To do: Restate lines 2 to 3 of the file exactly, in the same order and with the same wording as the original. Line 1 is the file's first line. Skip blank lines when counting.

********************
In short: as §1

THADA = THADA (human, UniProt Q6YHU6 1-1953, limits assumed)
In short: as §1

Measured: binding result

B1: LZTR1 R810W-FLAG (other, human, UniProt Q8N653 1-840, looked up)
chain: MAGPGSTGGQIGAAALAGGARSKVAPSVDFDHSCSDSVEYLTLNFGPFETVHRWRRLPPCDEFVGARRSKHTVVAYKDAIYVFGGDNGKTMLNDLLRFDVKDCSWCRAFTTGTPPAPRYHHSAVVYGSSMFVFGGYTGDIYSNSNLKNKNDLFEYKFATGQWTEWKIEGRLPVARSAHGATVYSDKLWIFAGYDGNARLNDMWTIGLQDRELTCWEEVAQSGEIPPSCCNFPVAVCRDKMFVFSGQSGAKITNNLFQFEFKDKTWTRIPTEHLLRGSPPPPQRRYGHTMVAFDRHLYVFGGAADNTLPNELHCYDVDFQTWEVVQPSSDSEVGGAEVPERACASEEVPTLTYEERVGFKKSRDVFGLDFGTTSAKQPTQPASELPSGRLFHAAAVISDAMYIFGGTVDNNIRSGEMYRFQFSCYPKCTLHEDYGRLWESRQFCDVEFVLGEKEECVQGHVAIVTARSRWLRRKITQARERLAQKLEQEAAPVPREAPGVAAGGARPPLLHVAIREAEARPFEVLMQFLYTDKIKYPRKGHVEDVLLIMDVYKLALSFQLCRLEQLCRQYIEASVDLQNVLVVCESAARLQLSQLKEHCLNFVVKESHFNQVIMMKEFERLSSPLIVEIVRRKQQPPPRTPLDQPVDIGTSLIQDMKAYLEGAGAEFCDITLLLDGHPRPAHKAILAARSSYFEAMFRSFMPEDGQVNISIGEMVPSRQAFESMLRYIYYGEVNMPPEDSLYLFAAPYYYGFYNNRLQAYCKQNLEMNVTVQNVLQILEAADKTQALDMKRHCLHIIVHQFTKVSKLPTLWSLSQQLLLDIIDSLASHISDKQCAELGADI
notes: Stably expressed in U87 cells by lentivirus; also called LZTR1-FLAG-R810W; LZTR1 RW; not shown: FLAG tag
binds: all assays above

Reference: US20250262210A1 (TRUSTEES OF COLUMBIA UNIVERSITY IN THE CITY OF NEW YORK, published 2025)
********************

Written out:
THADA = THADA (human, UniProt Q6YHU6 1-1953, limits assumed)
In short: as §1